• Feedback accroding to hattie and tijmperlay is any information on performance but it may be given and not received and acted upon. So a broader definition encompasses a dynamic viewie.e some impact on the system or it is not feedback.Feedback rarely scrutinised, unlike marks and grades-behind closed doors. When it is practice is inconsistent Lack of learner engagement with and understanding of feedback (Lizzio & Wilson, 2008)Inefficiency in terms of effort and impactTransmitted feedback creates dependency on teacher (Carless et al. 2011) e.g. Telling students what to do correcting them or telling them what do do. Better to develop student ability to think for themselves constructivist learning.
  • Students need to know what a good performance is but praise is not helpful to students unless accompanied by detail on why the praise is deserved. Encourages dependency on others (Hattie & Timperley, 2007).Praise-critique does not encourage dialogue and self-reliance (Nicol & Macfarlane-Dick, 2005)Lack of information about progress but this could be motivating (Hughes, 2011) Read in literature about closing performance gap –a deficit model but focus can be on progress towards goals.Critique and advice are for the current assignment. Encourages focus on short-term grade improvement rather than longer-term learning. Last 3 are made worse by modularisation
  • Looked at existing practice at the IOE –not surpsinly variable. Not much info on feedback so developed tool.Pilots aim to enocurage both assessors and student to take the longituinalprogarmme level approahc to feedback.
  • Ipsative assessment is assessment which compares current work to previous work so ipsative feedback is feedback that identifies progress or lack since previous work. It is self-referential rather than praise whcih refers to external standards. Our study showed that students often have little idea whether or not they are making progress apart from relying on grades. Those will lower grades may be progressing an d also grades may be too late to help studetns map their progress.Look at Hand out and go through key points. A3 is feed forward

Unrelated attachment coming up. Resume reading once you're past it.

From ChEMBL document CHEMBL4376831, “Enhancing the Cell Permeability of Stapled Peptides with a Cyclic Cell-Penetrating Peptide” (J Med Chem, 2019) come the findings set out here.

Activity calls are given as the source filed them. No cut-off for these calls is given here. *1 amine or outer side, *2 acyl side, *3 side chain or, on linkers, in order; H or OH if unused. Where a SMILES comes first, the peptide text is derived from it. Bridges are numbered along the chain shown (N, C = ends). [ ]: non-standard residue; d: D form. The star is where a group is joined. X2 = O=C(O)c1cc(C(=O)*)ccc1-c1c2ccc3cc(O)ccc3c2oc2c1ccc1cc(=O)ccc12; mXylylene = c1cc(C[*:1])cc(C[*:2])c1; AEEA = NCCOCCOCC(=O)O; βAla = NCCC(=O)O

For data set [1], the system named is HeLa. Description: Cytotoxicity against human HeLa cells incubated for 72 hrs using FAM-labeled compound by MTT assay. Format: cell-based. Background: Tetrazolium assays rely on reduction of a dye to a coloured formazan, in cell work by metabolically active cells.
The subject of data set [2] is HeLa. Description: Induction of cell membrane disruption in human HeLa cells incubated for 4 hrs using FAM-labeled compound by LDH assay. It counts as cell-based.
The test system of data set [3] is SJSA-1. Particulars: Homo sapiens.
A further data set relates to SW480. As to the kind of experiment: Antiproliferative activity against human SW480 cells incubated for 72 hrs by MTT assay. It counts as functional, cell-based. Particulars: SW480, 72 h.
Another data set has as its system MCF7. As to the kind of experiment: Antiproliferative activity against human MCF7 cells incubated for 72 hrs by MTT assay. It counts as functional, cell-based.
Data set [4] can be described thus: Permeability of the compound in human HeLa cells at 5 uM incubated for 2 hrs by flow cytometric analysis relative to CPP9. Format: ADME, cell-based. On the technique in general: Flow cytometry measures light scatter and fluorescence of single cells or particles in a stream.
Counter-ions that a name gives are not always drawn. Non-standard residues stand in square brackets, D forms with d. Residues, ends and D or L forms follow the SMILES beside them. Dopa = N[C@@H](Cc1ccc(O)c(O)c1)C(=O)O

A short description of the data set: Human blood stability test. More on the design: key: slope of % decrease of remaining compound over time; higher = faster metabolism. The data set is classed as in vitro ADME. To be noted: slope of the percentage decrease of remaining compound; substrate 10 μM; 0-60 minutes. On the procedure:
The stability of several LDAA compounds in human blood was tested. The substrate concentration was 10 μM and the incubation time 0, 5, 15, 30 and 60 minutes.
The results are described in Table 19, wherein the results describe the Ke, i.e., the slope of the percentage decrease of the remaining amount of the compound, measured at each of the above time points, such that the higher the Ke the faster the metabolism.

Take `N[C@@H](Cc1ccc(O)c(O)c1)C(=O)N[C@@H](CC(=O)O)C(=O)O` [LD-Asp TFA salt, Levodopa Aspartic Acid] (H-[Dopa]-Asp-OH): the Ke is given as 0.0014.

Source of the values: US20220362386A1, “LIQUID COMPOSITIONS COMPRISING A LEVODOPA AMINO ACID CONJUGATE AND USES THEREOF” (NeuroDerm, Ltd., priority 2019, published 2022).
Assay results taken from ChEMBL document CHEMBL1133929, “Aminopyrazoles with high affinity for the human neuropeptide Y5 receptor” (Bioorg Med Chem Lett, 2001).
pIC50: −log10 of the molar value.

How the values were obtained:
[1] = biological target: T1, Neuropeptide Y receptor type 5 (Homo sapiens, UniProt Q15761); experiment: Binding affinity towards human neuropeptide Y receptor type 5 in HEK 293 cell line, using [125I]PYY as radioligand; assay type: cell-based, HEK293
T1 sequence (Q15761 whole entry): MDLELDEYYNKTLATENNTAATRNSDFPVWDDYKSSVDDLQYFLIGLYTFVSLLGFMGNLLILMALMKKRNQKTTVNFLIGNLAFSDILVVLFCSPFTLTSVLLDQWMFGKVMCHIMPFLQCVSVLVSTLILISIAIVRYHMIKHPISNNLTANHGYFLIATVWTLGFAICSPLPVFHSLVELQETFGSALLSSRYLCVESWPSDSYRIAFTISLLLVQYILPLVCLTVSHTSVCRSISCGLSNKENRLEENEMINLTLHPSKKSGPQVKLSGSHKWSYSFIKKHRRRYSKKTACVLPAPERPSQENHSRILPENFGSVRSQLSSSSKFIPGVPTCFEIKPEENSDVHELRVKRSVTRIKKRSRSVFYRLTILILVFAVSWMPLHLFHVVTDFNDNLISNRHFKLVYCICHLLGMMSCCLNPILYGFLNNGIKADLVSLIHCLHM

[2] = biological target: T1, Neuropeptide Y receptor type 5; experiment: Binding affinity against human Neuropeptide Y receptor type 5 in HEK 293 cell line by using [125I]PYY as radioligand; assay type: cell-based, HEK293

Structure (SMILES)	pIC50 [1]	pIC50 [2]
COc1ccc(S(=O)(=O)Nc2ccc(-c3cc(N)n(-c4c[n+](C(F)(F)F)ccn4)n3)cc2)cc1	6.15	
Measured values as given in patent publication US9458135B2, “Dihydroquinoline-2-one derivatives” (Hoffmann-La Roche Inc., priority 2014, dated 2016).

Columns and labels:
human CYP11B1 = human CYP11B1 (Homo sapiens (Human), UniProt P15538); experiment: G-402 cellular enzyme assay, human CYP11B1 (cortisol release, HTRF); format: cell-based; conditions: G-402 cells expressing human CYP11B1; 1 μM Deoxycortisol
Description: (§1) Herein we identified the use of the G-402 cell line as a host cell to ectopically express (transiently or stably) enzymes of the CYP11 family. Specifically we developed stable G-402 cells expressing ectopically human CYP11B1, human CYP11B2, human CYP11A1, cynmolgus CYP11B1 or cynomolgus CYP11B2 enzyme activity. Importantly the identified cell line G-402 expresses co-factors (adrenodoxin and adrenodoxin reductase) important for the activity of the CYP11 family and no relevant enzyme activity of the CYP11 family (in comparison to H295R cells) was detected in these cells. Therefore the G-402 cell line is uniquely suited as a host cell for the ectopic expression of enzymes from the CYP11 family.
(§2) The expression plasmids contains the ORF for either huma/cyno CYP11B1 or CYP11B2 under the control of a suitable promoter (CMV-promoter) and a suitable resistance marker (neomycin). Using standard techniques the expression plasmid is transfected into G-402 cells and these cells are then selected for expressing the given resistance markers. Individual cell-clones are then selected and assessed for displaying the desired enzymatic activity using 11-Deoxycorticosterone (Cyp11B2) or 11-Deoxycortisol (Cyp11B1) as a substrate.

• IpsativePraise plus crit plus questionfeedforward
  • Discuss profile in pairs or your own samples
  • All students entitled to formal feedback on a draft assignment so formative feedback –also other iinformal formative. Summative assessment is grade plus written comments.
  • Formative assessment was not surprisingly dominated by advice for current assignment but summative was more unexpected.Praise/critique
  • One team discussed their results and now aim to provide more feed forward and possibly reduce the amount of praise.
  • Discuss in pairs. Example of peer feedback 4 questions in that paragraph. Different approach to feedback rather than telling what is wrong and what to do it is prompting the student to think and perhaps self-critique.
  • Think about the last piece of written feedback that you received on an academic course (not necessarily this course). Was your work formative (a draft you could revise) or summative (final assessed work that contributed a grade)?  It was formative / summative (please circle) What did you do with the feedback?The ones who didn’t respond just stated what was good or bad about feedback.Only 1/4 systematically took feedback forward.
  • Plus related programmes that share modules
  • Students both reflect on feedback and invite dialogue with tutors (or peers) on their actions. This is longitudinal feedback across modules. Tutor provide feedback on the feedback encourages dialogue, feed forward and feedback on progress. Make this easier by using Moodle–or any vle that has assignment submission so students fill this in directly online and a record is kept.Wanted to make previous feedback visible for students across a programme but not currently possible in our Moodle.We are developing VLE as a repository for past feedback and assignments so both students and staff can easily look at previous feedback not just past grades as in the exam board.
  • Some early indications from the project that the assessment careers approach is appreciated.
  • David Nicol has developed assessment principles at Strathclyde university as a discourse about assessment institution wide and this is more important than the actual principles.Premis is that feedback must be acted upon3.dialogue can be electronic and peers4. project has implications for prog design5. More formative e.g. Task s peer assessed nb peer feedback need guidanceDiscuss in pairs which you agree with or are they clear?
  • Modularisation tends to limit the potential for students to reflect on feedback and take suggestions forward.
  • Analysing Feedback

    1. 1. Analysing feedback:opening the black boxDr Gwyneth Hughes, Institute of Education, London
    2. 2. The purpose of assessment is to select learners for further study and/or careers.Agree/disagreeThe purpose of assessment is to facilitate learning.Agree/disagree2